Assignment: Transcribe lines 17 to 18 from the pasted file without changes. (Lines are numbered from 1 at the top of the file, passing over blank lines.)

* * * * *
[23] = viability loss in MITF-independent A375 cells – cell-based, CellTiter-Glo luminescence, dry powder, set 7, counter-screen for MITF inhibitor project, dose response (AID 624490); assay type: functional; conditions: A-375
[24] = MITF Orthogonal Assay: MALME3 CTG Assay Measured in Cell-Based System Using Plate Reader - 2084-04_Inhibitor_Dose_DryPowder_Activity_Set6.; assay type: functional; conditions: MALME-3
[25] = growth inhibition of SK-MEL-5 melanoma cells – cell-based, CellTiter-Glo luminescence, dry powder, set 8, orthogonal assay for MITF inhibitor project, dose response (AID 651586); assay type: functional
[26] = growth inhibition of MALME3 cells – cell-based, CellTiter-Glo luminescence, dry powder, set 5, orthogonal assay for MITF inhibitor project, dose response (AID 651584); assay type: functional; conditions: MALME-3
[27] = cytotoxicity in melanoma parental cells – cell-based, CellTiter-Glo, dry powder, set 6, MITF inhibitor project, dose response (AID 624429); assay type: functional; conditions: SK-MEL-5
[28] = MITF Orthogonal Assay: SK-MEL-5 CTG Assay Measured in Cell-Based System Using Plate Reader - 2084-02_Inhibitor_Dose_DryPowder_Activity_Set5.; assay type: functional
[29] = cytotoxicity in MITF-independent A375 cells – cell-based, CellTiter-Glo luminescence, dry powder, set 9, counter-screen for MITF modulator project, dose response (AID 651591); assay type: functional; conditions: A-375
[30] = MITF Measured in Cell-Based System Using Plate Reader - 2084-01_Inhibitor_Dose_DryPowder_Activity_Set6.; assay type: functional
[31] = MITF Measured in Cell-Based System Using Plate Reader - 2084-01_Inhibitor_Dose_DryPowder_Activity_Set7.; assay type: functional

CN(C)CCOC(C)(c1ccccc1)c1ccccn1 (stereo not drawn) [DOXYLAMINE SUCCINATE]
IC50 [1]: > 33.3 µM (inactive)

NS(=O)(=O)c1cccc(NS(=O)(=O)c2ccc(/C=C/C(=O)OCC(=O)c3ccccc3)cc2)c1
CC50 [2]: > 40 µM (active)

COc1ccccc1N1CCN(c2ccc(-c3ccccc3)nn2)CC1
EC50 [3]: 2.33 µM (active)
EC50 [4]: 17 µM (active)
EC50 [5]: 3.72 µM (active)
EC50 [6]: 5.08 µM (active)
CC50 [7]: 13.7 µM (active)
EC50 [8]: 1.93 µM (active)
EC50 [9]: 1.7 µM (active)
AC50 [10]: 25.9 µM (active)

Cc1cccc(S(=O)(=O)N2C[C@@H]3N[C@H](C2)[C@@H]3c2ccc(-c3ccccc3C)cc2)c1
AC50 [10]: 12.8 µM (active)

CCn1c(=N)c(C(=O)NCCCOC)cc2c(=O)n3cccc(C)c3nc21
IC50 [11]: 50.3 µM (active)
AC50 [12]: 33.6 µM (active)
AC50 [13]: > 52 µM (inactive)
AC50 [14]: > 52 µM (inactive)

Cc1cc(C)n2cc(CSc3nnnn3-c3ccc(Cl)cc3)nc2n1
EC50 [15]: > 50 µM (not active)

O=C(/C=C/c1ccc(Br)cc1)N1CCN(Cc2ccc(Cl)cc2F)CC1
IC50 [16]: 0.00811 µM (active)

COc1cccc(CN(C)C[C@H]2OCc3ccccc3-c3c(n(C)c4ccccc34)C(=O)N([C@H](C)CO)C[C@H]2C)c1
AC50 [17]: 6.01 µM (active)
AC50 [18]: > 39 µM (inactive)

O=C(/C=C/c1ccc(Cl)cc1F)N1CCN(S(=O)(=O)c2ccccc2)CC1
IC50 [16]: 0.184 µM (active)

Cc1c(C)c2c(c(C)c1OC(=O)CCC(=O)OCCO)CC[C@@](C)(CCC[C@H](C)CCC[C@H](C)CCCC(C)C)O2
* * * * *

EC50 [5]: 3.72 µM (active)
EC50 [6]: 5.08 µM (active)